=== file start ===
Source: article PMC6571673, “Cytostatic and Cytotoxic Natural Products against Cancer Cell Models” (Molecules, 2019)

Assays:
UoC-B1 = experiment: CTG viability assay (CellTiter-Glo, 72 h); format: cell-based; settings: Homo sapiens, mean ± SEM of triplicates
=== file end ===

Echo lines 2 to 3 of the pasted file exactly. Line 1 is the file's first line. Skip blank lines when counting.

Assays:
UoC-B1 = experiment: CTG viability assay (CellTiter-Glo, 72 h); format: cell-based; settings: Homo sapiens, mean ± SEM of triplicates